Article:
Today I was prepared to protect Zuri from the noise and chaos when the tree loppers came with trucks, electric saws, grinders and mulching machines. Part of me wanted to instigate a behaviour change plan to help her overcome her fear. The other part of me decided that I don't have to be planning alternative behaviours and graded task approaches to scary stimulus all the time. I can take a chill pill and just protect Zuri, put her in a quiet, safe room and manage the situation.
Dogs are the best teachers.
What started off as management actually became a process of changing behaviour, guided totally by Zuri's responses. I closed the windows, shut all the doors and left Zuri in her safe place under the desk. I went outside to the mayhem of saws and rumbling mulchers. I peeked inside after a few minutes and Zuri was standing at the front door. Huh? Are you interested in what's going on, Zuri?
I opened the front door a little, so it still offered a buffer of safety but also enough so that she could come out if she wanted. She poked her head out and then walked out. She stayed close to me, watching intently. I had no treats. The door remained opened and was her escape route should she decide she'd been outside long enough. Having the choice to stay or go is very important for fearful dogs.
She stayed. The noise was quite incredible and when a tree fell, the ground actually shook. Zuri took it well. Then, after only a few minutes, she surprised me by moving away from me and settling on her favourite outside chair to continue to observe proceedings. Then she settled further by resting her head on the arm of the chair. When the noise increased and machines moved closer, she got off the chair and came back to me. I simply leant my arm on her back to give for moral/social support. The front door was still open, she could have run inside, but the social contact seemed to be what she needed in that instant. Then she returned to her bed.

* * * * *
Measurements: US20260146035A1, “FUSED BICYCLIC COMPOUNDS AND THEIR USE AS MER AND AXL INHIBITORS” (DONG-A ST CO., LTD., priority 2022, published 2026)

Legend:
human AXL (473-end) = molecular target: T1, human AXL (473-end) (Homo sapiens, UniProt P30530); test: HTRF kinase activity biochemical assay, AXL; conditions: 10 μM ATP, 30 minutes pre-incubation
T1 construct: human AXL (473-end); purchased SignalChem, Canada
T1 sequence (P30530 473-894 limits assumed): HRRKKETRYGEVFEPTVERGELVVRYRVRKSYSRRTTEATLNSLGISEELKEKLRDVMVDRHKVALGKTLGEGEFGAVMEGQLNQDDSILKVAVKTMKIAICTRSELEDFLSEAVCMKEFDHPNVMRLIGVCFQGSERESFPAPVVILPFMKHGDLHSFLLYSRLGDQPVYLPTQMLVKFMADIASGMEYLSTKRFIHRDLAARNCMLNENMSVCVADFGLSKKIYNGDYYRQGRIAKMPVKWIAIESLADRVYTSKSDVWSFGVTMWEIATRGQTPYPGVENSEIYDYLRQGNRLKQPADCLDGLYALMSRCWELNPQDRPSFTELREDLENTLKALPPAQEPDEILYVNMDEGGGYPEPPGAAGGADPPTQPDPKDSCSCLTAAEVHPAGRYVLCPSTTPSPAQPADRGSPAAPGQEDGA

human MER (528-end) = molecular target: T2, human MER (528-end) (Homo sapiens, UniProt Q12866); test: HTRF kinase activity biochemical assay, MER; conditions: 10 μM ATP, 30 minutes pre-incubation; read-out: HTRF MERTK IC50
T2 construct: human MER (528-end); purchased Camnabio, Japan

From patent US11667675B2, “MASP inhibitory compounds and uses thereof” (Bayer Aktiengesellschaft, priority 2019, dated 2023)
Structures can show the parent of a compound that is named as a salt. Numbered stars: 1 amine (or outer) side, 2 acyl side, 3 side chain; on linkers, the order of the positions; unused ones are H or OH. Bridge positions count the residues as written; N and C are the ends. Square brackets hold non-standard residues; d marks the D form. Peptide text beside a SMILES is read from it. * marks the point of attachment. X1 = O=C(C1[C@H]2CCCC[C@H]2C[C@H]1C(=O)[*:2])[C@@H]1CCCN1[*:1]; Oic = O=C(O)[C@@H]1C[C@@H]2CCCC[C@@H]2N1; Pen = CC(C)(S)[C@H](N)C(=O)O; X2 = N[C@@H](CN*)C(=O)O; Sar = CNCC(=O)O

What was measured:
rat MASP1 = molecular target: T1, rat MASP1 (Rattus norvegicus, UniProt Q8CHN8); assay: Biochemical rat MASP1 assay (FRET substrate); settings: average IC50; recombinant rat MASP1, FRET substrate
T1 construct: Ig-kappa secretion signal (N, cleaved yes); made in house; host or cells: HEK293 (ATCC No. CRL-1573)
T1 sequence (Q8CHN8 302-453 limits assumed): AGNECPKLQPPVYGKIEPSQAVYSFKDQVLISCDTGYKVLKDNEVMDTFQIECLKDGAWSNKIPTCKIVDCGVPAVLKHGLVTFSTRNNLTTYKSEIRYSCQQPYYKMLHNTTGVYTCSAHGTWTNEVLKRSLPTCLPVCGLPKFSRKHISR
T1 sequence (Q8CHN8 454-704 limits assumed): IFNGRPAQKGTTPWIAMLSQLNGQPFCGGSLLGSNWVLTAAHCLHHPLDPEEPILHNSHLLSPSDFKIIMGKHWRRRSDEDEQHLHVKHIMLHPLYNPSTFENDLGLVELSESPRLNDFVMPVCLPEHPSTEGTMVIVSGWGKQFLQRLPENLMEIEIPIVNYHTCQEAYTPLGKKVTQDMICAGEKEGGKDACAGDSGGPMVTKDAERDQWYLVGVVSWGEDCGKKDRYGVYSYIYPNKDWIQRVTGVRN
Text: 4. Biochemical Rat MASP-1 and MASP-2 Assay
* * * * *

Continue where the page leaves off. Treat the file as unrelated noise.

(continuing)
My heart leapt when she started rolling in the grass, right next to the mulching truck, amidst the raking workers. This is the epitome of a relaxed and content Zuri.
Sometimes, doing "nothing" is one of the best ways to help a dog overcome fear. By nothing, I actually mean letting the dog guide the process. I actually did a lot of deliberate and strategic things:
* I made her feel safe and did not compel her to face her fear in any way.
* Yet I listened when she felt brave enough to come out and opened the door.
* I didn't cajole her out or coax her out with treats, I let her make the choice herself.
* I still provided safety by leaving the door halfway open/closed as a buffer to the noise and as an escape from the noise if required.
* I stayed still and consistent, let her do all the moving - she knew where I was all the time, could return to me or go inside at any time.
* I didn't ask her to do anything.
* I Let her take her time. She had all the time in the world to watch, listen and gather information from whatever vantage point she felt comfortable.
* I've provided her with a history of alternate behaviours to fall back and a history of removing her or helping her cope with stressful situations in the past.
Sometimes, seemingly doing "nothing" is doing a whole lot of something!
Watch the outcome in the video below. Email subscribers can see the video here.